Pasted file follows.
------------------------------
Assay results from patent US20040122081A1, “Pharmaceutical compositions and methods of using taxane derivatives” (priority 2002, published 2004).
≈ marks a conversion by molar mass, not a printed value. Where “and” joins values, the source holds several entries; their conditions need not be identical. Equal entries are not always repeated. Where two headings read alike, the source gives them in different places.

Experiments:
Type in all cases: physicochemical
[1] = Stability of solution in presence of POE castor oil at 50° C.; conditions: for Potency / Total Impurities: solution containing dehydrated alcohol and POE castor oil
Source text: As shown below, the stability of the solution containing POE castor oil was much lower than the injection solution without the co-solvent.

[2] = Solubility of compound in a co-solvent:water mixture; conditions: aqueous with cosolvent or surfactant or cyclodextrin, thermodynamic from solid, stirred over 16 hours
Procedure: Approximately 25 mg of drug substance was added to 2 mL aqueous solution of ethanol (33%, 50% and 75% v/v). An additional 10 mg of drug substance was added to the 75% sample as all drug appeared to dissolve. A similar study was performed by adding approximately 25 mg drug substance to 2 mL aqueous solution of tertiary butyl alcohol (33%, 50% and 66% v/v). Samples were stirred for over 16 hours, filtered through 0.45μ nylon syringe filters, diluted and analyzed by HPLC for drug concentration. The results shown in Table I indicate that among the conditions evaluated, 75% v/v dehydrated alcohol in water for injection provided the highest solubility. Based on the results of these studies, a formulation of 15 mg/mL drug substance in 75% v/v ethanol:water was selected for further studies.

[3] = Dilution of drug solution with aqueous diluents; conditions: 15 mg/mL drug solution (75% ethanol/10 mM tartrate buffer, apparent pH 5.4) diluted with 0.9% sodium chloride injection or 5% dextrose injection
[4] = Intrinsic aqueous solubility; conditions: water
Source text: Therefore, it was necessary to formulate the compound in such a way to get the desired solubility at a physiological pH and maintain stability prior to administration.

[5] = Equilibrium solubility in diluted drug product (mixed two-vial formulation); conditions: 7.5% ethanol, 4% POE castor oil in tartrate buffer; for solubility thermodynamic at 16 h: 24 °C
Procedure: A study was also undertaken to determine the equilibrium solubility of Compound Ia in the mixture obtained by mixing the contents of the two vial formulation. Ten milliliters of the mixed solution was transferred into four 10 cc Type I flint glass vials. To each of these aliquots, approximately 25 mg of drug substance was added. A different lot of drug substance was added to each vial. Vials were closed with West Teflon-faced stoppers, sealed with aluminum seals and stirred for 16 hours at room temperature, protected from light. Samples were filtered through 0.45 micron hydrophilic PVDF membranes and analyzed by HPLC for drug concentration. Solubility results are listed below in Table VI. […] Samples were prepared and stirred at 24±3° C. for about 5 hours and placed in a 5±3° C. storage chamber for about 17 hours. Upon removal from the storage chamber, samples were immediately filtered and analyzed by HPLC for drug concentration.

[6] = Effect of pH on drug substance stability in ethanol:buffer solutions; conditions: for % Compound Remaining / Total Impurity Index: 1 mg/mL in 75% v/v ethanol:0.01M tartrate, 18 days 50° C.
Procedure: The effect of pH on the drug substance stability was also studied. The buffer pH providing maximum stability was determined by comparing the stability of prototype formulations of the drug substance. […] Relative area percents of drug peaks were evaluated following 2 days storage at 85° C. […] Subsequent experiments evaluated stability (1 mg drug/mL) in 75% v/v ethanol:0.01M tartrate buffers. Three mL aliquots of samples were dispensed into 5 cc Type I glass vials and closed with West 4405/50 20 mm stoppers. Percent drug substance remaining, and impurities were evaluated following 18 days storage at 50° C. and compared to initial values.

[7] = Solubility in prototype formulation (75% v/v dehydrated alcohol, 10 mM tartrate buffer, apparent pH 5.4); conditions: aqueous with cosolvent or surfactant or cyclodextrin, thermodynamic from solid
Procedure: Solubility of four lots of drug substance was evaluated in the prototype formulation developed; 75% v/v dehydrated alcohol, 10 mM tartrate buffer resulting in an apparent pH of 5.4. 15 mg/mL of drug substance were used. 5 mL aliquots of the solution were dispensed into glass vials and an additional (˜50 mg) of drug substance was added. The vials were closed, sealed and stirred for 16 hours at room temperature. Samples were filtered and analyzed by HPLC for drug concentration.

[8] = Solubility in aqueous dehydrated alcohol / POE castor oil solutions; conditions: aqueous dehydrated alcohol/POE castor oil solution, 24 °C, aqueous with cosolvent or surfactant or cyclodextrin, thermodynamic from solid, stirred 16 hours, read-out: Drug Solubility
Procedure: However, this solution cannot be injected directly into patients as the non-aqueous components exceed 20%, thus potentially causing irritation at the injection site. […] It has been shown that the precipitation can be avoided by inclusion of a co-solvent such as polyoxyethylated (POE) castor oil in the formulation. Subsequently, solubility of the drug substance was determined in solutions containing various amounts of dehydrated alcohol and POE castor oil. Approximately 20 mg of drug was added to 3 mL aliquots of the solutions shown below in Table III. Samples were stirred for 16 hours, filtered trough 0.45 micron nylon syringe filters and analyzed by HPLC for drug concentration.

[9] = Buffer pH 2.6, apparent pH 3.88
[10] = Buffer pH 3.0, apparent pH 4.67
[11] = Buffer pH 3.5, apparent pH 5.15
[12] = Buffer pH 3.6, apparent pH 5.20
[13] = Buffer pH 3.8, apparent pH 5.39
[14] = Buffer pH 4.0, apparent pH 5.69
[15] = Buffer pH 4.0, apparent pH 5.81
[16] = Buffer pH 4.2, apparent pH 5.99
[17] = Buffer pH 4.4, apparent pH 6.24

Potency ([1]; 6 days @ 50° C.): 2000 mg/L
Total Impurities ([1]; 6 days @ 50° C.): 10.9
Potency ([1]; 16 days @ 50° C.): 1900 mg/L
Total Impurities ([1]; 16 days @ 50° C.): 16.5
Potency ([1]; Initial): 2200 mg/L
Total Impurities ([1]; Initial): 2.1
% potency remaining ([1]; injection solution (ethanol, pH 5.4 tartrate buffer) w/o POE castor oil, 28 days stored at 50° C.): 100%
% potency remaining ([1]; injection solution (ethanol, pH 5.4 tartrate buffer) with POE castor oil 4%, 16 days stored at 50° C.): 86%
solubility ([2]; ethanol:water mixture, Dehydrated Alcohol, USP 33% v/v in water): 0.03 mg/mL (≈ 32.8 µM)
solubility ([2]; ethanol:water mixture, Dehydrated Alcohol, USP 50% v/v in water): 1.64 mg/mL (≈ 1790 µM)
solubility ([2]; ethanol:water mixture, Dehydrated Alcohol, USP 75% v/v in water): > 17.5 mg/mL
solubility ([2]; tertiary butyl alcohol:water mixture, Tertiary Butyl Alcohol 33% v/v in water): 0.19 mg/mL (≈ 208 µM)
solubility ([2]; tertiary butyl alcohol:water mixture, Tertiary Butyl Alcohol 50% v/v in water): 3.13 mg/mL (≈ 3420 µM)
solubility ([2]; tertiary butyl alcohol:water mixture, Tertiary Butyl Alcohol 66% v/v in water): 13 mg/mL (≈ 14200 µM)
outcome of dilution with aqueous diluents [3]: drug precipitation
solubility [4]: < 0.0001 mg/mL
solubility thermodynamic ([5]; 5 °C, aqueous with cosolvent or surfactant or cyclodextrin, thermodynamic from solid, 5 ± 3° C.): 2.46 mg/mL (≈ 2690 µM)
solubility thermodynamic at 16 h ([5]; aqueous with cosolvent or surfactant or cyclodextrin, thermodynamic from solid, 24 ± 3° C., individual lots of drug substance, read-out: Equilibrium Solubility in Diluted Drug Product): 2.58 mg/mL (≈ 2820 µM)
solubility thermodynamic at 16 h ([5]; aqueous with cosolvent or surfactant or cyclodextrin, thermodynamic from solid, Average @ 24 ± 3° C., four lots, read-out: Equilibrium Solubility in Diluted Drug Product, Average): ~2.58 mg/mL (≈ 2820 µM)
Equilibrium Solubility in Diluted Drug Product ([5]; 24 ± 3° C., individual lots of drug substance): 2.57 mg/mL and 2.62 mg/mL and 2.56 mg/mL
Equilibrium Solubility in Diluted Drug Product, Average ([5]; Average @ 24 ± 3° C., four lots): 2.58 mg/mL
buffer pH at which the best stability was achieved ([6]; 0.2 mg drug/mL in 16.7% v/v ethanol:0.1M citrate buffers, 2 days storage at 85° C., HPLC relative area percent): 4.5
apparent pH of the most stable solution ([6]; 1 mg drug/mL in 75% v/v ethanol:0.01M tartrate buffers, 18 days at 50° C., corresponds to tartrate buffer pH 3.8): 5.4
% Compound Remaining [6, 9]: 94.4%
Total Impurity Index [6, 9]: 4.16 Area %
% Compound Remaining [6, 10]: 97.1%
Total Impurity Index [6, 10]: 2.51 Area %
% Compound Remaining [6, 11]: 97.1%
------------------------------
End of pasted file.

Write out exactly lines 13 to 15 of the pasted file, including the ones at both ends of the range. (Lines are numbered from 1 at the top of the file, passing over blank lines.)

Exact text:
Procedure: A study was also undertaken to determine the equilibrium solubility of Compound Ia in the mixture obtained by mixing the contents of the two vial formulation. Ten milliliters of the mixed solution was transferred into four 10 cc Type I flint glass vials. To each of these aliquots, approximately 25 mg of drug substance was added. A different lot of drug substance was added to each vial. Vials were closed with West Teflon-faced stoppers, sealed with aluminum seals and stirred for 16 hours at room temperature, protected from light. Samples were filtered through 0.45 micron hydrophilic PVDF membranes and analyzed by HPLC for drug concentration. Solubility results are listed below in Table VI. […] Samples were prepared and stirred at 24±3° C. for about 5 hours and placed in a 5±3° C. storage chamber for about 17 hours. Upon removal from the storage chamber, samples were immediately filtered and analyzed by HPLC for drug concentration.

[6] = Effect of pH on drug substance stability in ethanol:buffer solutions; conditions: for % Compound Remaining / Total Impurity Index: 1 mg/mL in 75% v/v ethanol:0.01M tartrate, 18 days 50° C.
Procedure: The effect of pH on the drug substance stability was also studied. The buffer pH providing maximum stability was determined by comparing the stability of prototype formulations of the drug substance. […] Relative area percents of drug peaks were evaluated following 2 days storage at 85° C. […] Subsequent experiments evaluated stability (1 mg drug/mL) in 75% v/v ethanol:0.01M tartrate buffers. Three mL aliquots of samples were dispensed into 5 cc Type I glass vials and closed with West 4405/50 20 mm stoppers. Percent drug substance remaining, and impurities were evaluated following 18 days storage at 50° C. and compared to initial values.